One feature of Plummer’s book that will edify believing Bible readers is his consistent integration of comments regarding the spiritual components involved in the task of interpretation. Plummer writes from a confessional standpoint that seeks to take into account key theological realities. For instance, Plummer frequently emphasizes that the Holy Spirit inspired the biblical authors in the writing of their texts. The overarching message of these inspired texts is, in turn, all about Jesus. In other words, the Bible is “Christocentric” (15, chap 18, etc). Interpreters should also acknowledge their own sinfulness and their inability to grasp the fullness of this message without the illumination of the Spirit (145). Accordingly, Plummer holds up the practices of reading the text and praying for God's guidance as necessary elements of a sound interpretive approach. To give one example, Plummer’s outline for reading the Psalms includes the exhortations to read, pray, memorize, and sing the Psalms. These elements will especially benefit readers attempting to foster a thoroughgoing hermeneutic of trust.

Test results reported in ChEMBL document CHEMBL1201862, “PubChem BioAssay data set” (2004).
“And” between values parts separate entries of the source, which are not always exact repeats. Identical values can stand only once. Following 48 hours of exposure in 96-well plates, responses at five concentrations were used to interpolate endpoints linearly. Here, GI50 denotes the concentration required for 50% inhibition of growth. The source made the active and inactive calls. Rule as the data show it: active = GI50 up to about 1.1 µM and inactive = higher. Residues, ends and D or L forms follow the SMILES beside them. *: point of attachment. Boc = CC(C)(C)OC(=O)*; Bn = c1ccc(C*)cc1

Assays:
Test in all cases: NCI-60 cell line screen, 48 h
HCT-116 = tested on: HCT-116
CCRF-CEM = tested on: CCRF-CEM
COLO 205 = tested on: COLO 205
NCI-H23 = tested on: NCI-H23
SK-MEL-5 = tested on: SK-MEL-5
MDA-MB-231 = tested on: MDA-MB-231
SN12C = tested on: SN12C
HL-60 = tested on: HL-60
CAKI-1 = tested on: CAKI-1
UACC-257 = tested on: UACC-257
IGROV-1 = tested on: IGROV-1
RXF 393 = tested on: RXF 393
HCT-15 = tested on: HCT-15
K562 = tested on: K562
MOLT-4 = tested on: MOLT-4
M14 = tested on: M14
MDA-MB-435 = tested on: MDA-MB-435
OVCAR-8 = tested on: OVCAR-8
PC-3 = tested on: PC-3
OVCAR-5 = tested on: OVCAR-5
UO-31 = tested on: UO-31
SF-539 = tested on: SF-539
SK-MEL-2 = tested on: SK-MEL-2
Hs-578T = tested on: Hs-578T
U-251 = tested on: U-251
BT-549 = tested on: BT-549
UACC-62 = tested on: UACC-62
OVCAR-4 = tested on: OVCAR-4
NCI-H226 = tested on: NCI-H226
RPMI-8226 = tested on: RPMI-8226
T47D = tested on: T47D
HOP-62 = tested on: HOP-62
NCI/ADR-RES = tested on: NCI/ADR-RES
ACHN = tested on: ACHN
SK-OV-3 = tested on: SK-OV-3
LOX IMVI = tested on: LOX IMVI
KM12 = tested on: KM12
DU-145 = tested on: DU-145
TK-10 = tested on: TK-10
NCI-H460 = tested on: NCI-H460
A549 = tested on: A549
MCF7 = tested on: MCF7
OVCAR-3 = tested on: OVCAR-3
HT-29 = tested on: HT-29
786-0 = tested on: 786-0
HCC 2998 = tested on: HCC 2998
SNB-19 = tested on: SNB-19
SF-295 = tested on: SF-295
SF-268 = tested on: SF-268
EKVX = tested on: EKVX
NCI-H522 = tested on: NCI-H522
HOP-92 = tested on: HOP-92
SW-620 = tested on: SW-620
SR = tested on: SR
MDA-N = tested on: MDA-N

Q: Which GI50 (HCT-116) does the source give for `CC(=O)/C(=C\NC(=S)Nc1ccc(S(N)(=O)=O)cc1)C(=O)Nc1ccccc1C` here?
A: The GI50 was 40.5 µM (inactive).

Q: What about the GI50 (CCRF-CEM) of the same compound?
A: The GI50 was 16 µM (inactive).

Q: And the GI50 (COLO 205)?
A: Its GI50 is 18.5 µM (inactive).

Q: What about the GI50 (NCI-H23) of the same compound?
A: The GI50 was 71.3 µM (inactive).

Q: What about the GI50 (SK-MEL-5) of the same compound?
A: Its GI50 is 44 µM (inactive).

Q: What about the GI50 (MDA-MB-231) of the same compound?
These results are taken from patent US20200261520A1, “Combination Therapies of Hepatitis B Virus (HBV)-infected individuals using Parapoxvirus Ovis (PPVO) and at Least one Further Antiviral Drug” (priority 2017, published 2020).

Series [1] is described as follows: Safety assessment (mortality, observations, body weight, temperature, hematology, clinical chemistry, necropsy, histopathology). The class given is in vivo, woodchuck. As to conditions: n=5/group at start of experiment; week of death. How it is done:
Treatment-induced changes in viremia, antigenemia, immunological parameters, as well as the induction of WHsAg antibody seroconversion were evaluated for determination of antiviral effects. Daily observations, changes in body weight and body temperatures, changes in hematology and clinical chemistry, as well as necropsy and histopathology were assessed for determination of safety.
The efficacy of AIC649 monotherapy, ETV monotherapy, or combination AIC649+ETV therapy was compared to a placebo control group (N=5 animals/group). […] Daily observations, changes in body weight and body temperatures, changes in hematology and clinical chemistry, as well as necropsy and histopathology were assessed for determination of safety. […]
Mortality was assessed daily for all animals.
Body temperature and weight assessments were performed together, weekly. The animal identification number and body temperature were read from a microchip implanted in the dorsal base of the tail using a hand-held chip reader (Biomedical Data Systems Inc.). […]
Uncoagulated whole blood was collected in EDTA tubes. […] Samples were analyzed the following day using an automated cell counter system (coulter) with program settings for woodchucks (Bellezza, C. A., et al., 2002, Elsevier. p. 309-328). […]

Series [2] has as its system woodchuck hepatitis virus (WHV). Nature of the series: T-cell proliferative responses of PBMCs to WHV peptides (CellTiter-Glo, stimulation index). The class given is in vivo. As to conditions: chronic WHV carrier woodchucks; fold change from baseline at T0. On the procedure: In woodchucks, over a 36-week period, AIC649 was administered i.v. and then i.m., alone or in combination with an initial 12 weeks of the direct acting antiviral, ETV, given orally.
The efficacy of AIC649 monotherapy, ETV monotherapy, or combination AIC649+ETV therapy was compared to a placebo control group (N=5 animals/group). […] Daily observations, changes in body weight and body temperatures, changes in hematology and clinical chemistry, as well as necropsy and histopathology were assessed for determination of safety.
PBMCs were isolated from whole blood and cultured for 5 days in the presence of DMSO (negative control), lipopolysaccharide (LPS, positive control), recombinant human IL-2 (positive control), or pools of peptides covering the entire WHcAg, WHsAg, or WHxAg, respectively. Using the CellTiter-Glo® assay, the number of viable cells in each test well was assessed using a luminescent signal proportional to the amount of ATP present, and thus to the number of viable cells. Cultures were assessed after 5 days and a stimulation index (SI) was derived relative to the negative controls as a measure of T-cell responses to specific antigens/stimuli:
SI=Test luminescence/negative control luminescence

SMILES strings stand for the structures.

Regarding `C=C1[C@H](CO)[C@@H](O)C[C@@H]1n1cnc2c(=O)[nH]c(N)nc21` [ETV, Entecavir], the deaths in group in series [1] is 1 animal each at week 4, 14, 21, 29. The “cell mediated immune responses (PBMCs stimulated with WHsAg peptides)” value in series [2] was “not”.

For what it is, this volume of hermeneutical catechesis achieves its purpose of providing helpful answers to a number of questions about interpreting the Bible. At its best, the book serves as a primer for those unfamiliar with the formal study of hermeneutics and as a refresher for advanced students on basic (and therefore sometimes neglected) theological concepts.
See also Kregel’s description.